ESSEL ADI Smart Grid Solutions Limited

Power Sector world-wide is undergoing a revolutionary transition. Smart grid technologies, business models and policies can create benefits through improvements in grid reliability, improved operational efficiencies, security and safety, reductions in the relative cost of electricity and improved environmental quality.
Most of the existing power transmission and distribution systems in several countries are using out-dated technologies and strategies that are typically decades old, archaic and offer very limited use of any state-of-the-art monitoring, control or digital communication technologies.

ESSEL ADI Smart Grid Solutions Limited is committed to participate in Power Infrastructure Projects with an objective to transform the archaic grid to Smart Grid.

Smart Grid Overview

To address the aging infrastructure and to create a power system that meets the growing and evolving needs of their customers and stakeholders (e.g., investors, governments, regulators and partners) utilities are moving to engineer a truly modern “Smart Grid.”
In general terms, this Smart Grid model uses advanced sensing, communications, measurements and controls tools/technologies and processes that generate and distribute electricity more effectively, economically and securely.
Smart grid technologies, business models and policies transform the electric power network from a passive physical network of equipment into an active, dynamic, transactive network that brings together economic actors (including generators, utilities, grid operators, vendors, retailers, and consumers in techno social network platform) to make electricity production, distribution a value based approach.
On a technical level, the Smart Grid strategy also includes real-time metering of electric power used by consumers and promotes technologies that reduce and/or shift power use to off-peak periods to maximize a given utility’s capacity to generate and transmit power in a much more timely and efficient manner.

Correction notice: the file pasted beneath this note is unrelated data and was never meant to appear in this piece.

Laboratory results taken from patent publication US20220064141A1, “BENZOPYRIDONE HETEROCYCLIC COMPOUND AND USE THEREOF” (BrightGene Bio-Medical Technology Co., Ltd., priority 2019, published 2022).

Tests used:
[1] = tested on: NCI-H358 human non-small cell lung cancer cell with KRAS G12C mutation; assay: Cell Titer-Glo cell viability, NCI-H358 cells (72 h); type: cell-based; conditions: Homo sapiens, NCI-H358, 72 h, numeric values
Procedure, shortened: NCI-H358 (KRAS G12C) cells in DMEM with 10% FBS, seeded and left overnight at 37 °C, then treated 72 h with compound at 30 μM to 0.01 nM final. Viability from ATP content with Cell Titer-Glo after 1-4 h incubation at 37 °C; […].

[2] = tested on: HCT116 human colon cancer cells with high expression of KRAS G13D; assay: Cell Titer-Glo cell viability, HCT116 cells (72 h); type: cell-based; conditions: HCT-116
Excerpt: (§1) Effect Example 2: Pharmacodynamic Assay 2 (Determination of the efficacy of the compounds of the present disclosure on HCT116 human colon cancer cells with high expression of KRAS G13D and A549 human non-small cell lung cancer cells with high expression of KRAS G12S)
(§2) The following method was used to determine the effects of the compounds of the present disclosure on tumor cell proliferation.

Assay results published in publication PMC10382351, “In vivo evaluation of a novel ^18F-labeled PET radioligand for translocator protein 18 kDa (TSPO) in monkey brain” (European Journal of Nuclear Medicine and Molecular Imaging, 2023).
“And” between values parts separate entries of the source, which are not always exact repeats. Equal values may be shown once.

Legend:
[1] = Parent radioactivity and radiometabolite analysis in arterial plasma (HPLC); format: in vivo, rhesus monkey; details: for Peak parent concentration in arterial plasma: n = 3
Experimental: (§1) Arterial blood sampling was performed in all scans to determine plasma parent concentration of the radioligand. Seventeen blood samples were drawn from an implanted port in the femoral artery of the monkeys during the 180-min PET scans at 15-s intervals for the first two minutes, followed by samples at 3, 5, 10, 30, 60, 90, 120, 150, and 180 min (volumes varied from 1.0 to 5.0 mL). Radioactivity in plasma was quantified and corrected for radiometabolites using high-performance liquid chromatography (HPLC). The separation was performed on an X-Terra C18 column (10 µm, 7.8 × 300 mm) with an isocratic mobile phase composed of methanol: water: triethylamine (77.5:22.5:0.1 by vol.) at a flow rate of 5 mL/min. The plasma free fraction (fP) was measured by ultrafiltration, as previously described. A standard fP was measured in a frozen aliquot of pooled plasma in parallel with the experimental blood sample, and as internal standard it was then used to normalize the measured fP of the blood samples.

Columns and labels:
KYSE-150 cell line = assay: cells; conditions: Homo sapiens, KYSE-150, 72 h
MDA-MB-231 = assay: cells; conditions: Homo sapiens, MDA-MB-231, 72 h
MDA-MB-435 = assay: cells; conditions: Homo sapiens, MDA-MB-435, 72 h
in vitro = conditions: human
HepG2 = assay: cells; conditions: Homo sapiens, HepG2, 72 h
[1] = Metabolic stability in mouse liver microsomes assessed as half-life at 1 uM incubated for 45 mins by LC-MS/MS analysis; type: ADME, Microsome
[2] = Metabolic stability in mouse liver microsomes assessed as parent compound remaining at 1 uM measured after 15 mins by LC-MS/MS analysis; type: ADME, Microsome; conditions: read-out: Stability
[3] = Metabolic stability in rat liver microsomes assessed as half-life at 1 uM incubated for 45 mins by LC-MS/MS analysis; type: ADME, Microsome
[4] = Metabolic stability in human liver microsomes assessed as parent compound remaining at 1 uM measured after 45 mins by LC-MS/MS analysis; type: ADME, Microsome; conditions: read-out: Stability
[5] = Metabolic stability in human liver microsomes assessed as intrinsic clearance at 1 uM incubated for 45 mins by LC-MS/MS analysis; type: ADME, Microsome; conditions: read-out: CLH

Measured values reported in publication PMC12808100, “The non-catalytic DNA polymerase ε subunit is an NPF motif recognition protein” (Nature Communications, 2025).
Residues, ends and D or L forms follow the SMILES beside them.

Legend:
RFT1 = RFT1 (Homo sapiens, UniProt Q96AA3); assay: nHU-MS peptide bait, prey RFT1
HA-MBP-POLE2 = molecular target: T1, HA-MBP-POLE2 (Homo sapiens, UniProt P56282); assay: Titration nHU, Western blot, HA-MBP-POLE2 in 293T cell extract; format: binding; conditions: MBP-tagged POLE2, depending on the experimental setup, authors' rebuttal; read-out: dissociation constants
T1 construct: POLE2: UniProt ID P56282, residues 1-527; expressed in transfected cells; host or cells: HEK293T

Smart Grid involves

  • Real-time metering of electric power used by consumers
  • Networking of consumer meters on IP Network
  • Smart Appliance Controls for Homes / Departments
  • Energy Conservation Initiatives
  • Consumer Information, Management and Participation Portals
  • Energy Auditing
  • Load Flow Analysis
  • Asset Management System with GIS Integration
  • Time of Day based Tariff studies
  • Business Analytics
  • Demand Control systems
  • Peak load shifting practices, Demand Side Management and Practices
  • Consumer Collaboration for Demand Side Management
  • Smart Protection Systems – SCADA / RTU
  • Distributed Energy Resources (DER and μ-Grid) and their integration into the Smart Grid
  • Distributed Energy Trading systems

A few examples of how modernized Smart Grids will deploy digital energy systems and tools include:

  • Provide real time energy usage and price signals to consumer and utility
  • Early detection and problem-resolution within the system before any potential glitches affect service or result in costly system-wide failures;
  • Rapid response to local and system-wide issues and timely information exchanges about broader system problems;
  • Incorporation of extensive state-of-the-art measurements, communications devices, and centralized advanced diagnostics and feedback controls that quickly return systems to stable states after service interruptions or disturbances; and
  • Integration of modern preventive and protective systems using tools and processes that will secure the grid against risks and potential threats.
  • Generating power in the Distribution region and integrating it to the Grid